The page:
Now how about the folk who incurred huge debts at exorbitant interest rates in order to become fully functioning members of society - taking on costs that the broader society took on in the past?  I would argue that at the very least, the government should take over the private loans and convert all student loans to 0% interest.  They aren't charging that much more than that to big banks that borrow money from the government... why not free a generation of young adults from that burden, allowing them to truly become fully functioning?

Thursday, March 03, 2016

Church Values

Two pieces came together this week to have me thinking about church values.  First, I listened to an interview with the pastor of a megachurch in the south who talked about the core values of his congregation.  While the wording might get under my skin a bit, I found myself more or less agreeing with the values he stated.  The part that hooked me was the clarity with which they were spoken.  The church has five very clear, short (the longest is 5 words) statements that give shape to their ministry.  The second piece is a blog post written by my daughter, "What are you doing?"  In it she raises the question of whether or not one's actions are furthering their primary path or taking them down rabbit holes. 

So I was thinking about the churches I've been a part of... I've been blessed to have been part of great churches doing significant ministry in their various settings.  While the values of those congregations have often been implied by their actions, none of them have been nearly so clear as to have 5 short clear statements which could be recited by anyone in the congregation or used as yardsticks to evaluate the direction of their ministries.  Of course, articulating values doesn't mean a specific church really holds them.  Nor does a list necessarily include all or even the most deeply held values of any given church.  For example, few churches would say they value the status quo above all else but many clearly do.  And while many churches might put evangelism as a core value - perhaps even their top one - few really live as if that is the case.  Still, at least trying to articulate them can only be a good thing.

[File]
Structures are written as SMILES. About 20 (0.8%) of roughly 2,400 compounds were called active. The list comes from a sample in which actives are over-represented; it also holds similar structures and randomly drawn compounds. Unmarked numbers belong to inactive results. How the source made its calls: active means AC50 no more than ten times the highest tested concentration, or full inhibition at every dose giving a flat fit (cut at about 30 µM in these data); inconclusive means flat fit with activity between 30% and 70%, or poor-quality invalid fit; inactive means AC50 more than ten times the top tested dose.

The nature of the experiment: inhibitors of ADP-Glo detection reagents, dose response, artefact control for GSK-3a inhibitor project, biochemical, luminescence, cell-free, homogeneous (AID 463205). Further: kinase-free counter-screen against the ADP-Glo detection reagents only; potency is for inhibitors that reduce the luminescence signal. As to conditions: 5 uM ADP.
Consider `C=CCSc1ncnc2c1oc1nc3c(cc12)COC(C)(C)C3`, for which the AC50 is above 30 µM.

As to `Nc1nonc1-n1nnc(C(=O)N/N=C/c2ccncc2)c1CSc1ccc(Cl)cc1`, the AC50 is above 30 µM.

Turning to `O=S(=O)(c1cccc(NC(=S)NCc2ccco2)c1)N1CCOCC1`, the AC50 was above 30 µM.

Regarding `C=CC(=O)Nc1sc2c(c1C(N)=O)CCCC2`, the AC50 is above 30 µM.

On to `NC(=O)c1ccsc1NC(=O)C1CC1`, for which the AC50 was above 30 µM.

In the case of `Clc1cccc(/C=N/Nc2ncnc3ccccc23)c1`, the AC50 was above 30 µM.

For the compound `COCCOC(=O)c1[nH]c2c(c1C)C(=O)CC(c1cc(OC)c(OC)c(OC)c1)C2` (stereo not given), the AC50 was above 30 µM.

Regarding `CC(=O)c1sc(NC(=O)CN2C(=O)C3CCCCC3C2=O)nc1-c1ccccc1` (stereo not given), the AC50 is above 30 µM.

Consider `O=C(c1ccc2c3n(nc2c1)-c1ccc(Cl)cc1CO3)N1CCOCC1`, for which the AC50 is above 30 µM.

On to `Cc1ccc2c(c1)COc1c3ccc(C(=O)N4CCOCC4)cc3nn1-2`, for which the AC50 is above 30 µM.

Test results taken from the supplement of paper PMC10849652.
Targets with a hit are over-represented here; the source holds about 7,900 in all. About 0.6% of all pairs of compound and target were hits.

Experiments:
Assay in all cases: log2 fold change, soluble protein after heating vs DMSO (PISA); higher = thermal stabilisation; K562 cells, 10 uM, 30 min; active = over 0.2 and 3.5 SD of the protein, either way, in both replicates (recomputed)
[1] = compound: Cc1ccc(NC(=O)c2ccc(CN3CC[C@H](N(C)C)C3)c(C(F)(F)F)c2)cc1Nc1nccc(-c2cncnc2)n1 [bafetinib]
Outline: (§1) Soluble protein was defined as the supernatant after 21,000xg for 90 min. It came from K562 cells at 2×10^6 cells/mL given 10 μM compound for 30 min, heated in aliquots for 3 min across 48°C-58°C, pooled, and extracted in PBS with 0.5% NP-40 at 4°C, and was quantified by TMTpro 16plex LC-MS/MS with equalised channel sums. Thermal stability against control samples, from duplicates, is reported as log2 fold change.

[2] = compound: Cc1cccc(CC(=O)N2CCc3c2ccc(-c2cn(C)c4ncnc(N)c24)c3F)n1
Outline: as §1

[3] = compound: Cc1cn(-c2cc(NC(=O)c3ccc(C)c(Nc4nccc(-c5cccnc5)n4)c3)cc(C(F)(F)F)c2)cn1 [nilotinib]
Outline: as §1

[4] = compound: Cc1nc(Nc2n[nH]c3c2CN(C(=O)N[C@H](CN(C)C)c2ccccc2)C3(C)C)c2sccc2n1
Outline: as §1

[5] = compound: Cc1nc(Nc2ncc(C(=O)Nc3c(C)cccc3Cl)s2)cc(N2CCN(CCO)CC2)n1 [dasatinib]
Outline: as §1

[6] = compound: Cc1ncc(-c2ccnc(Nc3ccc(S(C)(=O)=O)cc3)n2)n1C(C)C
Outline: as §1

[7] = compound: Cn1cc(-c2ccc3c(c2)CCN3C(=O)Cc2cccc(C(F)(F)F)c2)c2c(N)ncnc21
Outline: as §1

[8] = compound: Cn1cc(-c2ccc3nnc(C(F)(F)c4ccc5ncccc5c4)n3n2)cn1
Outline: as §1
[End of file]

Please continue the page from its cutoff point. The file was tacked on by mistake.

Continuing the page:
So what are the values of Cambridge Drive Community Church where I currently serve? To what degree are they reflected in the shape of our ministries and our life together?  Are our resources allocated to support the things we value most or are institutional needs draining them more than the values would indicate?  We haven't clarified those issues as well as we could and should.  For example, I would say that one of our core values is that our buildings and land should serve the community.   In a typical month we have between 500 and 1000 individual people who use our property who are not directly affiliated with the church via concerts, recitals, 12 step programs, educational programs, and just enjoying the grounds.  Many of them are on the property multiple times in a month, some more often than even our most committed members.  While we charge for many of the uses, none are market rate and for many the church is essentially subsidizing the use.   We often wrestle with those costs and struggle with the difficulties of other folk using our "stuff."  If we had more clarity around those uses as a core value, the questions may be easier to address...

All of that gives me and us something to work on...